This is the final collation of Grand Prix – Sacramento matches for submission to Wizards of the Coast. A total of 6160 matches were played over the course of this tournament, each of which has to be entered into the system. OK, we’re talking two days, 10-12 hours each. Not so bad, right? Let’s drill deeper.
This is round 3 of Grand Prix – Washington DC. Not all hours, or minutes, are created equal. Let’s cut to the chase. Generally, the bulk of result entry happens in a wave about 20-25 minutes long, starting from about 15-20 minutes remaining in the round, depending on the specific tournament size and format. So, let’s say roughly 600 results in 20 minutes, or 30 per minute, or one every two seconds.
Every scorekeeper that I know enters what I call the trance when they get to this point in the round. You probably recognize it if you think about it. That moment where you stand in front of them to ask some question and it doesn’t really seem like they register that you’re there, or when they look disturbed if you really try and get their attention.
Nothing that’s being done during this time is particularly complicated – it’s just that it’s being done a lot, over, and over, and over again.
If you had to sit down and think in your conscious brain about each of these events, it’d just take too long. Just like with muscle memory for musicians, the way that you handle this is by having your brain recognize some basic patterns and falling into an instinctual rhythm. Your brain helps you process some of the data without you having to stop and really think about it, kind of like you never think about breathing, or how to swallow.
Blah blah blah, armchair psychobabble, right. Here’s all that actually matters: Anything that disrupts the trance rhythm is disproportionately expensive to efficiency. Different scorekeepers will handle this with differing levels of effectiveness – some will merely be thrown off their a lot, whereas others will be thrown off dramatically so. Regardless, though, there is a hidden cost to any such disruptions – not only the time to address the disruption, but the cost in time to get yourself back into the flow of things.
In practice, this means that effort put toward preventing unnecessary disruptions and lapses in consistency will have an outsized effect on the ability to get a round turned. Let’s look at some concrete examples.
Turning upside-slips around, or unfolding crumpled slips? Brutal. Informal, back of envelope measurement suggests that a single unexpected upside-down slip in a pile will cost you a full four slips worth of processing time. People who’ve worked with me will note that even though TOs keep getting more professional and have become more and more prone to bringing a fancy plastic tub for result slips, I continue to cannibalize an empty booster box for this purpose. Why? Because it’s closer to the size of a result slip and doesn’t result in as messy of a giant pile of skewed slips. Players? Take the time to make your slip go in the box nicely and face the same way as the slip before yours. Judges? One of the most impactful things you can do if you’re around the stage (much more so than outstanding table handling, generally – more on that in the future) is to get all the slips into a single pile facing the same direction, though if you’re going to do this, you have to do it right. A recent epidemic has been judges who do this quickly and miss a few slips here and there. No big deal, right? Well … not so much …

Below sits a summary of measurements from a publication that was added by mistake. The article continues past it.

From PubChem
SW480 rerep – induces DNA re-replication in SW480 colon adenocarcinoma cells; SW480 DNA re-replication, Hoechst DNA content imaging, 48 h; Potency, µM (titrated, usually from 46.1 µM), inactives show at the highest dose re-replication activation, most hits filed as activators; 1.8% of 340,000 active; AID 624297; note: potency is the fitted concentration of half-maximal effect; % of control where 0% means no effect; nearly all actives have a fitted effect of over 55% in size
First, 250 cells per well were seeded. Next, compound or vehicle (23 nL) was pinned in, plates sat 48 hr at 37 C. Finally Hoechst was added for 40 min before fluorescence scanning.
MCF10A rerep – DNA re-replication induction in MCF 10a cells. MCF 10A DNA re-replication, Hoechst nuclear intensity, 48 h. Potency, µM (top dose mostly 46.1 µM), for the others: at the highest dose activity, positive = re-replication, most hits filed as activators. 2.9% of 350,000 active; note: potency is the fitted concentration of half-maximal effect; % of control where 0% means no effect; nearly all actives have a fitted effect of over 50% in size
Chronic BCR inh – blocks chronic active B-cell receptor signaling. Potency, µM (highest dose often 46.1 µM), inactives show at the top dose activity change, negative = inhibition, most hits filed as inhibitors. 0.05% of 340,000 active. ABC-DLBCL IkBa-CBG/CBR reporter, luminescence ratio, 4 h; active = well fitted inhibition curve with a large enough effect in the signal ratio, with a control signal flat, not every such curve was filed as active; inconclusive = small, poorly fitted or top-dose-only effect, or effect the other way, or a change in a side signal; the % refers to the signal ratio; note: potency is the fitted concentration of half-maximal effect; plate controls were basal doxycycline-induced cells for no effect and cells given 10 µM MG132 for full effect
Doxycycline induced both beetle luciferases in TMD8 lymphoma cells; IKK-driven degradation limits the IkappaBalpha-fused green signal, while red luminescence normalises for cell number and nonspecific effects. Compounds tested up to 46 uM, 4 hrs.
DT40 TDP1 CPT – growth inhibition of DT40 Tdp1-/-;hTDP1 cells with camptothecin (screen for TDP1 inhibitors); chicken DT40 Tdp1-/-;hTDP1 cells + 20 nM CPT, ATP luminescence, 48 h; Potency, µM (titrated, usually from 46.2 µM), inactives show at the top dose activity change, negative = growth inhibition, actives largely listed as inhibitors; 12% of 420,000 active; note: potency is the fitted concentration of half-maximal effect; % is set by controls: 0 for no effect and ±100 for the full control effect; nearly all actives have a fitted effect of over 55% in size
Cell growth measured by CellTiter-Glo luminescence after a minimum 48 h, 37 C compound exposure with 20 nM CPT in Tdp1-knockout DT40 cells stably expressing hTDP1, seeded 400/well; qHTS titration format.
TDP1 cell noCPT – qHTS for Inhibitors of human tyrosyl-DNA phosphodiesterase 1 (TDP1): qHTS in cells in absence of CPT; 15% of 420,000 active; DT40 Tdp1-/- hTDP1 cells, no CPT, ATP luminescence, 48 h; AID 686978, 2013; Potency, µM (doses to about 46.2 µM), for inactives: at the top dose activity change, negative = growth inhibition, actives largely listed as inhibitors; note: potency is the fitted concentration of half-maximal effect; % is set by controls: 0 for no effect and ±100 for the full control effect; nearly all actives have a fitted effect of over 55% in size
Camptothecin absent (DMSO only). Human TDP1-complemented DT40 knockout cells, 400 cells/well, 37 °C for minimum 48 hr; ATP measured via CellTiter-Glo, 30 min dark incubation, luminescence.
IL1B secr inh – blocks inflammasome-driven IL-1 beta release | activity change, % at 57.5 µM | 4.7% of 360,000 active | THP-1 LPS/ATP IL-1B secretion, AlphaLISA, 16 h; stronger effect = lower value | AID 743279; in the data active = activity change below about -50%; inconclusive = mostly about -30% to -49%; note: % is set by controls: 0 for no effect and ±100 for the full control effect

Don’t be that judge that takes the next small batch of slips, gets them into a pile, then stands there and holds them out at the scorekeeper and refuses to do anything else until they acknowledge you and take the pile. You’re costing a lot of time by breaking their trance over and over again. Just keep collecting slips, they’ll take them when they’re ready.
Don’t be that player that makes a mess on your result slip because you write life totals on it, or because you’re careless and then have to scribble out a typo, or because you feel like drawing smiley faces and writing “No” under the Drop column because you’re so happy that you won. Anything other than game scores and signatures is, in and of itself, a disruption. A necessary disruption, in the case that we need to slow down and parse a drop, or a penalty, or a name correction. But when those stray marks are there for no good reason at all, it slows things down far more than you realize.
There are many more such examples, which I’ll get to when I start codifying things into practical advice. For now, though, just understand – there’s a rhythm to data entry. If you disrupt it, especially if it was for no reason at all besides carelessness, you shouldn’t wonder why I’m so grumpy.